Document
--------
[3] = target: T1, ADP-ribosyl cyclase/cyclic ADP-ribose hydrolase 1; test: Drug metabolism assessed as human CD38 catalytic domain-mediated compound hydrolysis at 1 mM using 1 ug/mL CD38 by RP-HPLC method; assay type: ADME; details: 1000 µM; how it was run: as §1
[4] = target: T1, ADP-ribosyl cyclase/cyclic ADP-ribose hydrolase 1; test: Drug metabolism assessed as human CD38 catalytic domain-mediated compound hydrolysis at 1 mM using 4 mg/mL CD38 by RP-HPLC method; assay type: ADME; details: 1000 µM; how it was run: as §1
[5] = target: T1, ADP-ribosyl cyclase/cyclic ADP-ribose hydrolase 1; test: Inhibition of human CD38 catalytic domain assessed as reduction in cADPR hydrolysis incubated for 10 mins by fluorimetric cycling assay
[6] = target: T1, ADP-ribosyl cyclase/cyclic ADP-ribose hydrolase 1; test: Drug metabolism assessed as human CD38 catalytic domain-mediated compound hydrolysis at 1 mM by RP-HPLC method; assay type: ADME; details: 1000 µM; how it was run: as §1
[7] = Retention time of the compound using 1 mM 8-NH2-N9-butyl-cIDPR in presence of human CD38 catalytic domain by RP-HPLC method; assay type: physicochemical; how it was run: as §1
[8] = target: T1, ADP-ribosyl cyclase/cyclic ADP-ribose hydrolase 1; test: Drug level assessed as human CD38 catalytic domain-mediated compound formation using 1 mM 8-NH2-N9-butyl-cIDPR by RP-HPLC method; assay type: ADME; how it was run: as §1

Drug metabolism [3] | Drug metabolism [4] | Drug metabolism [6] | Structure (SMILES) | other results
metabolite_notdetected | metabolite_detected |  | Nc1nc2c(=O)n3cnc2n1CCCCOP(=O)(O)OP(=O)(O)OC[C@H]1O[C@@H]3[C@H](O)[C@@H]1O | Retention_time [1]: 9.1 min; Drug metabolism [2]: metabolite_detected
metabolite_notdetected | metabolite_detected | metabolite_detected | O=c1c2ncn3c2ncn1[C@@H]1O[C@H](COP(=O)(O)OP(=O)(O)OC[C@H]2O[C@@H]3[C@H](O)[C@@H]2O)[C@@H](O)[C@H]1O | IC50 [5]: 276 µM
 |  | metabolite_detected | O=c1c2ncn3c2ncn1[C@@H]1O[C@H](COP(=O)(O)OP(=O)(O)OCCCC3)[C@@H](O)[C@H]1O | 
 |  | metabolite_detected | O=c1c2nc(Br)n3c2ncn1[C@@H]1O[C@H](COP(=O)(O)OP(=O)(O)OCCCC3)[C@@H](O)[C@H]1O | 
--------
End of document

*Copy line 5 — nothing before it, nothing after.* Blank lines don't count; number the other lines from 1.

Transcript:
[7] = Retention time of the compound using 1 mM 8-NH2-N9-butyl-cIDPR in presence of human CD38 catalytic domain by RP-HPLC method; assay type: physicochemical; how it was run: as §1